Like other says, try this manga and you will love it at the first sign, and never feel bored to re-read it again and again.
Jen J. Li
Our protagonist "Count D" once ran a pet shop in LA Chinatown which claimed to sell "love and dreams".
Tsubaki-hime

Most Helpful Customer Reviews

10 of 10 people found the following review helpful By WMHMW on January 8, 2009
Format: Paperback
Well, I have to agree with the person who said; "I wanted to love this, but it really disappointed me." It's quite true. This continuation of Pet Shop of Horrors isn't what I expected, especially looking at Matsuri Akino's previous work. The original was truly one of the most enjoyable manga I had read in a while, and when I learned that it had a sequel, I was looking forward to something just as wonderful as the original. Even though I knew that there was no way Leon, Jill and Chris,who made the prequel so enjoyable, would be there any more, I was sure Miss. Akino would come up with some other characters to fill the void they left.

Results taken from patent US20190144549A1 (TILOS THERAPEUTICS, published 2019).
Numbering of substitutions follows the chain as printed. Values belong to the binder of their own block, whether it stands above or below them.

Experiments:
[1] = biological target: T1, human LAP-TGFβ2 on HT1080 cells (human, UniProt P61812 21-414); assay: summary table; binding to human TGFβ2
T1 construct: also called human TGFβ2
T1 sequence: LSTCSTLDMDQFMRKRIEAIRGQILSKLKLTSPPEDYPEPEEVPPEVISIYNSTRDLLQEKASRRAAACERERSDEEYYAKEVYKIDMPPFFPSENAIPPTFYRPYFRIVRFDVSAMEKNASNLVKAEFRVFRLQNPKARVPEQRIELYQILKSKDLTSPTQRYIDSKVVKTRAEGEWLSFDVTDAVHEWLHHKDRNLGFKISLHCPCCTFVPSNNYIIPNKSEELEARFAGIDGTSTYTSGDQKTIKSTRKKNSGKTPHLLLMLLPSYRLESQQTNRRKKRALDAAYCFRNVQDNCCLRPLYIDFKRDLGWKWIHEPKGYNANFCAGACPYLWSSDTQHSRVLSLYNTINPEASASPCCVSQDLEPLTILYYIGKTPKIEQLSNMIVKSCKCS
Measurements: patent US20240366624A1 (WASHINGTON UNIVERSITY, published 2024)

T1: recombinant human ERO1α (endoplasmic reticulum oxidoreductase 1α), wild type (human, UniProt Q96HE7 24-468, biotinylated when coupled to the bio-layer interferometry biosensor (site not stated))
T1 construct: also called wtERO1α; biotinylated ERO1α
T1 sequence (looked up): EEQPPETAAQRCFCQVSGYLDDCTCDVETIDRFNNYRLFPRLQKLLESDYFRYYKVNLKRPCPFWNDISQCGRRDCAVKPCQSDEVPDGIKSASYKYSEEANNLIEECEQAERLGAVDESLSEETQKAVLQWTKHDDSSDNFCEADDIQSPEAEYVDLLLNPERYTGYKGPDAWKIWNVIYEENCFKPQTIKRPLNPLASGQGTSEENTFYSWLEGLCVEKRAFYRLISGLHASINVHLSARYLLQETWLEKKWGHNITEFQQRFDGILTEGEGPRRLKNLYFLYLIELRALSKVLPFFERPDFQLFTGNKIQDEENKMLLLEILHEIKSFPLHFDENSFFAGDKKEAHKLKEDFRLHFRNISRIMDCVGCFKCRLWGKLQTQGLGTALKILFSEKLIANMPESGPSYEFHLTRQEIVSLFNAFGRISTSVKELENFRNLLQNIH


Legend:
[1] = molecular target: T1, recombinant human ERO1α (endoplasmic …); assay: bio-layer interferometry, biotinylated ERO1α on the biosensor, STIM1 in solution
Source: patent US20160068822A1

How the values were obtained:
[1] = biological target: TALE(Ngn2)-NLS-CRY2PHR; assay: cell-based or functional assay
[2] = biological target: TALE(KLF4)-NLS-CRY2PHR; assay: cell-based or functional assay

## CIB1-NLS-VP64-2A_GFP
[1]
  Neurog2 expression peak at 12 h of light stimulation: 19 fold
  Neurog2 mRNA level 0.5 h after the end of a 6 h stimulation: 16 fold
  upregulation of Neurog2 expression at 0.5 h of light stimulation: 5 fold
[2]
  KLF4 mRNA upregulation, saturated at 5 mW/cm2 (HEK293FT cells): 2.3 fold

But sadly, that just didn't happen, and Wu Fei is the kind of guy who, if he's around, just makes a story boring and stiff. I am by no means a fan of perverted jerks, but I have to admit that without Leon, this story just isn't the same anymore.
That said, I suppose you can guess that D's not the same as he used to be either. He just isn't the half-comical, half-serious guy who we saw, sparring playfully with Leon, anymore. He's more like the DVD version represented; wierd and really quite frightening at times. And none of the 'special' animals, like Tetsu, Ten-chan, Pon-chan and Honlon, whom we all knew and loved from the original series get as much page time as they used to. (And Q-chan, one of the cutest animals in the place, turned out to be D's grandfather, so Q-chan's not around anymore either! What a shame!) And with Wu Fei as the D's new 'enemy', the animals have no one to mess around with the way they did with Leon.Apart from that, the stories, too, no longer hold much appeal for me. They don't carry the flavour of the original.